“Oh, To Be a Blobel!” was originally published in Amazing in February 1964. It can now be found in Minority Report and Other Classic Stories by Philip K. Dick on pp. 359–373.
George Munster goes to see an automated therapist—Dr. Jones—about his rather unique problem. Munster is a decorated veteran from the war against the Blobels. The Blobels emigrated to the Sol system and eventually ran into conflicts with Terra. Munster is unmarried but has a big problem. To become a secret agent against the Blobels he had to take their form.
At home he decides he did not get much from his meeting with the robotic therapist. He still converts to Blobel form twelve hours a day. This keeps him from getting a job or a wife and forces him to live on a veteran’s dole. It has been this way for over a decade, since the war ended. He gets a phone call from Dr. Jones. He suggests he has a solution to Munster’s problem. He goes to the office the next day.
Dr. Jones introduces Munster to a pretty woman named Miss Vivian Arrasmith. Jones explains that the women is a Blobel spy captured during the war. She cannot return to Blobel society on Titan because she converts to human form eighteen hours a day. Jones computes that they share the human form six hours a day.
Years later, Dr. Jones is questioned about the marriage between Arrasmith and Munster. Although not illegal, it has resulted in four children: one Blobel, one human, and two hybrids. Making matters worse, the marriage is breaking up
The main problem in the Munster marriage was that Vivian made more than George. Having children made matters worse. Vivian wants George to spend more time with the Blobel child. The first child—the Blobel—made George feel like a failure. The hybrid children are not much better, which George still sees as aliens. George starts to think that to save his marriage he should move to Titan. George has become a rather wealthy businessman but he is unhappy in his marriage. Eventually he found a more mundane solution. He got a mistress.
His mistress, Nina, is also a former Blobel spy. He tries to convince Vivian that they should emigrate to Io. Vivian does not want to and divorce proceedings begin. Dr. Jones calls again. George tells Jones how he had a fourth child on its way, who should be a full-blooded Terran. Jones volunteers as a couple consular, but George assures him that the marriage is over and that he is having a relationship with another Blobel. Later, George gets news that if he wants his business to expand to Io, he must become a citizen, which means becoming a Blobel.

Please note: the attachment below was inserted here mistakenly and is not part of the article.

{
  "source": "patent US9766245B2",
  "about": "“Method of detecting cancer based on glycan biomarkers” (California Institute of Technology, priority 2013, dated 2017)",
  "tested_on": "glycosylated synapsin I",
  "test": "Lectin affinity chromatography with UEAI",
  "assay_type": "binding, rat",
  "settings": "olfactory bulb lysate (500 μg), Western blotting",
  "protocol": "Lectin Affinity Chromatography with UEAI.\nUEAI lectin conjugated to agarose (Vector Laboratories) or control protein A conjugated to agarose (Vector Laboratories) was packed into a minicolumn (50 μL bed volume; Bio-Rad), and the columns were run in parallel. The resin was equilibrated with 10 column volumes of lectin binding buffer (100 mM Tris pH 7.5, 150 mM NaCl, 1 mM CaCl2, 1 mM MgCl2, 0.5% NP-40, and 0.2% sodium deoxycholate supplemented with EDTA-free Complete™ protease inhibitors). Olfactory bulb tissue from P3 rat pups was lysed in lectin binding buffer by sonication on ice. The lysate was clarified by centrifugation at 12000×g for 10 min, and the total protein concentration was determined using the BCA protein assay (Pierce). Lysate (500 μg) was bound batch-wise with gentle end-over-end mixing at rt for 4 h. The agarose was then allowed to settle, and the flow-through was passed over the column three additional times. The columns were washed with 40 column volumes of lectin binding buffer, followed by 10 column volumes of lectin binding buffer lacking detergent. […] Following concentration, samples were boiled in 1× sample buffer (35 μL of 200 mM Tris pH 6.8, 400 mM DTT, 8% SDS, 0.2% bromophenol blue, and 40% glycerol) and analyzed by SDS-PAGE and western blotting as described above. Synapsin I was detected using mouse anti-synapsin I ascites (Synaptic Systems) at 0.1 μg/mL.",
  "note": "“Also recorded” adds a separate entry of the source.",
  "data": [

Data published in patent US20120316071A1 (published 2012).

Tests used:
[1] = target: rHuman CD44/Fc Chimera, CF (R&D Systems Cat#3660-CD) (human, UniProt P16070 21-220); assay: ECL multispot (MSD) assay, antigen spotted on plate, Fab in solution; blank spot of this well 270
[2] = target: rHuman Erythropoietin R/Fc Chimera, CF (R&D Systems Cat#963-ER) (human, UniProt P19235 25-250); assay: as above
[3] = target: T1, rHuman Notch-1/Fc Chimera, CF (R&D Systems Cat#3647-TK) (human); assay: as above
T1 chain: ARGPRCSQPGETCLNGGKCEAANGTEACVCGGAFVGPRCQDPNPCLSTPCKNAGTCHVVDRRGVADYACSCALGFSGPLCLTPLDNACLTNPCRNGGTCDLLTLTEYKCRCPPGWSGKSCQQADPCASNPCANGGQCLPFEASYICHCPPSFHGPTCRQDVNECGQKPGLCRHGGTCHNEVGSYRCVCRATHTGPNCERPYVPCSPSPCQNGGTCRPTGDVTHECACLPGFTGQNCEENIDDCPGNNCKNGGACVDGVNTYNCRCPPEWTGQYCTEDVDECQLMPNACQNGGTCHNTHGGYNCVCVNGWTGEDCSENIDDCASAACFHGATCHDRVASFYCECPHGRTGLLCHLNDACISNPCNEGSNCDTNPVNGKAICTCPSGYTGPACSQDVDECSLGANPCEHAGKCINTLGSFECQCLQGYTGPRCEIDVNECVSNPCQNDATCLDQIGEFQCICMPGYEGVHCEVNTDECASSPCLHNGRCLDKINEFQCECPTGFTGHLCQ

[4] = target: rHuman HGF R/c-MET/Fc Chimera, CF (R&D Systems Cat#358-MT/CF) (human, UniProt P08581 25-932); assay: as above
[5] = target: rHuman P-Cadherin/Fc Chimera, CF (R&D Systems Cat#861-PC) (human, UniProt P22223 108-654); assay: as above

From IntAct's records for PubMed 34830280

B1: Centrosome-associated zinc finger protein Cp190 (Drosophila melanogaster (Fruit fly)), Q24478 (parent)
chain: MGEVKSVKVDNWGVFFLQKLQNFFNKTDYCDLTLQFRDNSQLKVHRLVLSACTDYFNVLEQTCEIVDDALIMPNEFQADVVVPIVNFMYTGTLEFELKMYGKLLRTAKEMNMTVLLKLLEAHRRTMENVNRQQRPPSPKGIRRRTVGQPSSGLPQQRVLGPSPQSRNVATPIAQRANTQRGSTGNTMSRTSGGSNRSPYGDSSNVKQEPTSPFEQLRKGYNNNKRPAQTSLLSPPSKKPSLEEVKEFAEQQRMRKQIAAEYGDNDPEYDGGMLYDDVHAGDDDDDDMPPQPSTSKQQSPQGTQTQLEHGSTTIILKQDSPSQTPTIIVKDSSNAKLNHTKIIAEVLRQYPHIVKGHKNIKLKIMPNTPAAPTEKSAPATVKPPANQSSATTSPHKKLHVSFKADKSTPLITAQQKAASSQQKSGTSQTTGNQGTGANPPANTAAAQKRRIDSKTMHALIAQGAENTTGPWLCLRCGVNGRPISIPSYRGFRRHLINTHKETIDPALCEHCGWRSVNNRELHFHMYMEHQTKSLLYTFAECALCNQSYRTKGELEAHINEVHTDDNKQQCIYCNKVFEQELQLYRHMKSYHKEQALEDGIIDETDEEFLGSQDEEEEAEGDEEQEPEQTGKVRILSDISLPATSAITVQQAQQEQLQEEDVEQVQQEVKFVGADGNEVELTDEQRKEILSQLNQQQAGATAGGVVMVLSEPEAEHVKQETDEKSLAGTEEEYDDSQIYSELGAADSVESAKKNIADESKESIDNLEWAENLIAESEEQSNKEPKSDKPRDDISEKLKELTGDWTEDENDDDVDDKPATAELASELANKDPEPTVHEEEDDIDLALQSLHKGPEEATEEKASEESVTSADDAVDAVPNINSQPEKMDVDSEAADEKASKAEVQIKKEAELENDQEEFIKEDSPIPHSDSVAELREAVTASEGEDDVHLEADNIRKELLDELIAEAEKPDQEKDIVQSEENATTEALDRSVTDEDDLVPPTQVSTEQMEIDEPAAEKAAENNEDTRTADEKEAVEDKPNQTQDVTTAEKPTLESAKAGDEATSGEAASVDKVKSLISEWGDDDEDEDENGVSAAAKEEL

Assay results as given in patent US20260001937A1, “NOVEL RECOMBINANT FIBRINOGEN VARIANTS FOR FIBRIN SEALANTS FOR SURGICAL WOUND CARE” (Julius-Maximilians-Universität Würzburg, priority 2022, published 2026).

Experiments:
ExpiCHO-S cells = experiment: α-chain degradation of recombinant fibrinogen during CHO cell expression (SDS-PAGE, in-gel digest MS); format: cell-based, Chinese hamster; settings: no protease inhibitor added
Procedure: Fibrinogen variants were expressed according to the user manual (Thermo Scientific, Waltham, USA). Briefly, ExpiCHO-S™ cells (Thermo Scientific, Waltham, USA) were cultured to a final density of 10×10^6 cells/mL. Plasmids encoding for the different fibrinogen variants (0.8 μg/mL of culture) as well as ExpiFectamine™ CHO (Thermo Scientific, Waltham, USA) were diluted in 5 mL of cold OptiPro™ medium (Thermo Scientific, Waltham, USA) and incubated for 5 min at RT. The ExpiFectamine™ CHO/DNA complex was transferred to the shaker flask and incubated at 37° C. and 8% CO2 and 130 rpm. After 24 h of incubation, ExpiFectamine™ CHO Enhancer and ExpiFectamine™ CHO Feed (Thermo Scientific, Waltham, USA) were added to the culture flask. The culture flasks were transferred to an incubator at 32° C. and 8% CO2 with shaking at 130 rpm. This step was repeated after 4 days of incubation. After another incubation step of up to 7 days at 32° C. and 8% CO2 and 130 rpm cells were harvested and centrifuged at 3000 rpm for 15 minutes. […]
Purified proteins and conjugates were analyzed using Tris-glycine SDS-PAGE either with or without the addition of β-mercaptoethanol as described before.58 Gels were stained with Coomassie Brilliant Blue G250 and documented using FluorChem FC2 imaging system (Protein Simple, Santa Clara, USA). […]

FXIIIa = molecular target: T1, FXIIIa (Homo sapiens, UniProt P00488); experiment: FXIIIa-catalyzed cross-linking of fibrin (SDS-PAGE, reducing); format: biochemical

Vivian goes to see Dr. Jones for more advice. She reveals that she underwent therapy and is now a human 24-hours a day, but George has already left.
On Io, George has completely converted to being a Blobel.
With “Oh, To Be a Blobel” Philip K. Dick returns to the theme of family and adultery. This is a theme that he loved to explore in his novels and stories, but is rarely presented as clearly and powerfully as in this story. The feeling in the story is the utter impossibility of two people to really know each other. We are liquid but our institutions (such as marriage) are solid. At the climax of this story, Vivian has converted to being a human full-time, while George has converted to being a Blobel full-time. I wonder how often this happens in marriages. People break up because they are too different and years later they are either more alike than ever, or have swapped positions. This is what happens in the Tennessee Williams play “Summer and Smoke,” and it happens here.
As Dick explains, this novel was about war and the requirement in war to become like your enemy in order to be victorious. “We had beaten Germany, but both the U.S. and the U.S.S.R. were getting more and more like the Nazis with their huge police systems every day. [. . .] Look what we had to become in Viet Nam just to lose, let alone to win; can you imagine what we’d have had to become to win?” (379) However, the story also speaks to us about the crisis in the family and the seeming inability of people in intimate relationships to understand each other and create meaningful lives. Mendal’s law, giving George 2 hybrid and one alien child, reminds us of the utter unfamiliarity we all have with the ones we love in this liquid world.
We can also read “Oh, to Be a Blobel!” in terms of Dick’s career-long dialog about monogamy and the alienation within the most fundamental institution of modern culture: the family. When we first read of the psychiatrist’s plan to ensure that the two hybrids spent several hours each day in the same form, we are perhaps reminded that in the dual-income family, to spend so much time together per day is a luxury few of us enjoy. Indeed, George Munster and his wife seem almost lucky (or unfortunate depending on our perspective) to have so much quality time. In this reading, George’s time as a Blobel is akin to the normal bourgeoisie participant in the modern economy’s time at work. It is spent away from loved ones and involves great and perpetual alienation from family, but is no small part of that man’s consciousness and identity. When he chooses to spend his entire life as a Blobel, instead of dealing with the profound crises within his own family, chooses to invest himself fully into this other identity, much like how individuals abandon their family for the more secure, predictable, and understood environment of the workplace.
Wikipedia page on “Oh, To Be a Blobel!”
An attempt at dramatizing the story.